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Playing “Foreign Menace” Could Hinder Rusev’s Longevity

Since the early days of professional wrestling, villainous wrestlers travelled from all over the world to take down our American heroes.

Fritz Von Erich was billed as a Nazi sympathizer sent to terrorize American fans in the 1960s. The Iron Sheik capitalized on the general disdain Americans had for his native Iran in the 1980s. In 2005, the Arab-American, Muhammad Hassan, caused so much controversy that his gimmick, as a whole, was nixed.

The “foreign menace” is an emotional play off of current events and a call to stir our inner American patriotism. Before fans were “in on the act,” it was common to believe that the men you saw in the ring were the men you’d see in everyday life.

Mr. Fuji never stopped disrespecting America, and he never ceased from throwing magic Japanese blinding powder in the faces of his enemies. This made him a bad man – how could he disrespect our land and freedom so much?

The foreign menace was hot – maybe the easiest way for a performer to get over as a heel.

No one bothered to ask why these people were even competing in the U.S. if they hated it so much. Yet, like many other facets of the circus that is pro wrestling, this issue was simply swept under the rug. It’s beside the point, anyway.

The glory days of the foreign menace were fascinating, and the superstars involved played the role so well – Nikolai Volkoff, Ivan Koloff, the original Sheik are worthy of mention here. Even our own Sgt. Slaughter turned his back to the red, white, and blue in one of the WWE’s hottest storylines of the 90s.

But, it’s 2015 – the curtain is pulled back further than it ever has been before. We knew Muhammad Hassan wasn’t a terrorist. We knew Umaga was the supremely talented Eddie Fatu (Jamal of 3 Minute Warning). We knew Vladimir Kozlov was a highly touted martial artist recruited to WWE and originally portrayed as a clueless face. Double double E!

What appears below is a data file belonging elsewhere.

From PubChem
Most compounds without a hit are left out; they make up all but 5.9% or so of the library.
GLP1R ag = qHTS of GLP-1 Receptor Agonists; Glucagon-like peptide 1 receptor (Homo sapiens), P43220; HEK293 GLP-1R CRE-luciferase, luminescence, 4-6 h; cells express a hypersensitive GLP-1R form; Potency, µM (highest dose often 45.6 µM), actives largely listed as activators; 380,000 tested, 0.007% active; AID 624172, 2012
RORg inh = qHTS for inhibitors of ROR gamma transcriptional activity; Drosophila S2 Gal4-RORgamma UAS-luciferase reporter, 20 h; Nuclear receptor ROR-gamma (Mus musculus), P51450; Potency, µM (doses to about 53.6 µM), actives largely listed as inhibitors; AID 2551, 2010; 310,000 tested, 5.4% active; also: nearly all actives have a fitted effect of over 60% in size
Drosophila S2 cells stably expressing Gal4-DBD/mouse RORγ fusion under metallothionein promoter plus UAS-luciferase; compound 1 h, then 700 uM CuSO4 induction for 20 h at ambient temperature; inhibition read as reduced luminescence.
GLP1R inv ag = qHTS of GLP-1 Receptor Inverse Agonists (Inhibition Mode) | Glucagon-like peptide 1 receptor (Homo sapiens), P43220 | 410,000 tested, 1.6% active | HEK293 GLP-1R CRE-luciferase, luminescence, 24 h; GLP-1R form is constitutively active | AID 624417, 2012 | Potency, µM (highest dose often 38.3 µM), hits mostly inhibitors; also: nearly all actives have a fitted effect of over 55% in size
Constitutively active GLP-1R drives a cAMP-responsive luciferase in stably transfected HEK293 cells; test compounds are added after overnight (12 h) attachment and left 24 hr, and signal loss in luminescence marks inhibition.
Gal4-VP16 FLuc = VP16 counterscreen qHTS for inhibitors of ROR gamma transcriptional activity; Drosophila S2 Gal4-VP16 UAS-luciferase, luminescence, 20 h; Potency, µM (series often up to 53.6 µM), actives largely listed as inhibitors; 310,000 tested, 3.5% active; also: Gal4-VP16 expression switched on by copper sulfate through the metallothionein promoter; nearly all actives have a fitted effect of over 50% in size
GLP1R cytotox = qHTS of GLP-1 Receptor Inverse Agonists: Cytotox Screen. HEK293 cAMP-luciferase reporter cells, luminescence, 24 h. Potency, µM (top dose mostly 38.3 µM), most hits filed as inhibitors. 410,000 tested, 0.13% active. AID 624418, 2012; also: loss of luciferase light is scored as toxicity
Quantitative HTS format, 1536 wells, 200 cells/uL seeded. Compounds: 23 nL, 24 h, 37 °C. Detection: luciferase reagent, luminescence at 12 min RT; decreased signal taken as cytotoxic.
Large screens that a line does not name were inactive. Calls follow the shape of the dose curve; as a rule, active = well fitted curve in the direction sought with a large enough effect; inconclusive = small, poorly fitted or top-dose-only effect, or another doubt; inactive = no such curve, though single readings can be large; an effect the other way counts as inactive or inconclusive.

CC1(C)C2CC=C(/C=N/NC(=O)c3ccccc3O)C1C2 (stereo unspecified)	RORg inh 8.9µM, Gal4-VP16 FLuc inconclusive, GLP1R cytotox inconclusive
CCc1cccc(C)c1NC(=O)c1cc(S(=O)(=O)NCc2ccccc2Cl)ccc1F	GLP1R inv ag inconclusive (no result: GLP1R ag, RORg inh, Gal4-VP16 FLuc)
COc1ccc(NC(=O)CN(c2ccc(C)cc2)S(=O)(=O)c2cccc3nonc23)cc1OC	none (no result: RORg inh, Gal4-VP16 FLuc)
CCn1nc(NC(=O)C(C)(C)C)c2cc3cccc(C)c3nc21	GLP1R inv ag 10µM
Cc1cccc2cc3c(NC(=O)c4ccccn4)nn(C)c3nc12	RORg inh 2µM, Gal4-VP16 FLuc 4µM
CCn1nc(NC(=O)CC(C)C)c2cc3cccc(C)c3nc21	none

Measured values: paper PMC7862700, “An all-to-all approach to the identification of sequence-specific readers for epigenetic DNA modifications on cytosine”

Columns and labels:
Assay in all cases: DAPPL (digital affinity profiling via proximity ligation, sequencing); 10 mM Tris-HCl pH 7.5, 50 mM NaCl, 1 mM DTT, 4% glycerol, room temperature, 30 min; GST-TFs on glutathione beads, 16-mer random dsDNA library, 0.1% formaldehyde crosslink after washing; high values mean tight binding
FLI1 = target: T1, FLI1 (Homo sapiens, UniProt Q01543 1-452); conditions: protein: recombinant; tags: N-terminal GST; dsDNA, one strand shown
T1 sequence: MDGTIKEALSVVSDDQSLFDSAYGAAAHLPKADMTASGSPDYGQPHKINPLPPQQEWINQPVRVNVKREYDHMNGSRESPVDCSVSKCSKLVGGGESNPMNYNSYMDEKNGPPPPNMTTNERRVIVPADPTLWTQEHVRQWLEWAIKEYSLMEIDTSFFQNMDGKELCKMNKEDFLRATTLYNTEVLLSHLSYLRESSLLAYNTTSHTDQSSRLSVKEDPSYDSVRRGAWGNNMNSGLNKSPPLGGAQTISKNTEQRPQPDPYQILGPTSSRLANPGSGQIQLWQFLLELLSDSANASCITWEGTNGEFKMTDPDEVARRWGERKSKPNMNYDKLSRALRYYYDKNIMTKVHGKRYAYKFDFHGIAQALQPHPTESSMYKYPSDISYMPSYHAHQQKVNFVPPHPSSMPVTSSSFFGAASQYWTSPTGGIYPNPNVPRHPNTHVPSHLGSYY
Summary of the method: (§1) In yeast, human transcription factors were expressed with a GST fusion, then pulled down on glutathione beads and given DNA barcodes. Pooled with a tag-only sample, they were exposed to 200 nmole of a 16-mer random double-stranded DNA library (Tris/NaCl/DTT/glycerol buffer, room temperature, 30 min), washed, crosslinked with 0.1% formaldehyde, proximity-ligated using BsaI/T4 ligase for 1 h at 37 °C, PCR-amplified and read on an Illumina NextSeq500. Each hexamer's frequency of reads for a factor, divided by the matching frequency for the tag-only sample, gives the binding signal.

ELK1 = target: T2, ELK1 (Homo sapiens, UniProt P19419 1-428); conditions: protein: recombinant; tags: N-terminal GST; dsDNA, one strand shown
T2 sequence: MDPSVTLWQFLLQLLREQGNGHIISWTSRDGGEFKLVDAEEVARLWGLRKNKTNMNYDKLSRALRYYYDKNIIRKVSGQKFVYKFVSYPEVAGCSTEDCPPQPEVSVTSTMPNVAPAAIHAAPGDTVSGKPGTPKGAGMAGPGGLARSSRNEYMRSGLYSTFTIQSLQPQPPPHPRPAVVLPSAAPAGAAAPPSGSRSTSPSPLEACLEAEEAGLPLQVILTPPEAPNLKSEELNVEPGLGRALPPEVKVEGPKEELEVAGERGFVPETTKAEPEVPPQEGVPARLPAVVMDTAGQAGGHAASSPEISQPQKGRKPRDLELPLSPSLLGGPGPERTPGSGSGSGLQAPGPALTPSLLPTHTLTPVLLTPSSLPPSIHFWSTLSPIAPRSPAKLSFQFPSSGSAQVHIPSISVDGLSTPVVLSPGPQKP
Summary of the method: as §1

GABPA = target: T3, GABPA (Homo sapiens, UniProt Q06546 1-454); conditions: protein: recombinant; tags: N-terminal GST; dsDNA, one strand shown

So, why is the foreign menace still trotting out each and every week in the form of Rusev?

First, the WWE operates primarily out of the United States. Today’s product is indeed a global phenomenon, sure, but Raw, SmackDown, and nearly all live events are run in America.
Second, there has to be real world tension to feed off of in order for a heel to generate genuine heat. There is a new generation of fans who monitor the honest tension between the U.S. and Russia on the news.

But, what happens to that formula when the foreign menace is actually pretty damn entertaining?

Introduced as “The Bulgarian Brute,” Rusev was undefeated for nearly a year before suffering a loss to John Cena (read: Captain America) at WrestleMania 31. He defeated Sheamus to capture the United States Championship late in 2014, and became a central figure in the WWE mythos. His promos aren’t half bad, either….though I won’t claim to even remotely understand what he’s saying. It just sounds tough.

At WrestleMania 31, he even entered the arena in a tank. HE DROVE A TANK TO THE RING, PEOPLE!

Lana has largely served as his valet and mouthpiece, but even in that, she’s become one of the most important women on WWE programming.

The gripe is that the whole pomp and circumstance seems unnecessary for such a talented prospect.

We know Rusev is gifted enough to work without this gimmick. He’s an improving, solid worker that has delivered intense physical matches with John Cena, Sheamus, Roman Reigns, and Big E. He sells well and his facial expressions show just enough pain to make his opponent look good but not so painful that he looks weak.

History shows us that the foreign menace doesn’t last forever. Fritz Von Erich went from Nazi enthusiast to good ol’ boy with a family of good ol’ boys in Texas. The Iron Sheik went from a legitimate champion to an obscene oddball comedic character known more for shoot interviews than wrestling prowess. Worse than that, the career of Nikolai Volkoff seemed to spiral into irrelevance after the threat of the Cold War subsided.

Rusev is well-equipped to be the WWE Champion, and could main event shows for years to come. The thought of his becoming a comedy act or altogether forgotten is enough to cause worry.
The greatest fear is that we’ll see what could be a cornerstone for the WWE slip into obscurity just because of the dated foreign menace gimmick after it has run its course.

Stoney Keeley covers the WWE for, and is a Tennessee Titans Staff Writer for Pro Football Spot. You can follow him on Twitter at @StoneyKeeley and the SPOT’s Tennessee Titans Twitter feed at @spot_titans.

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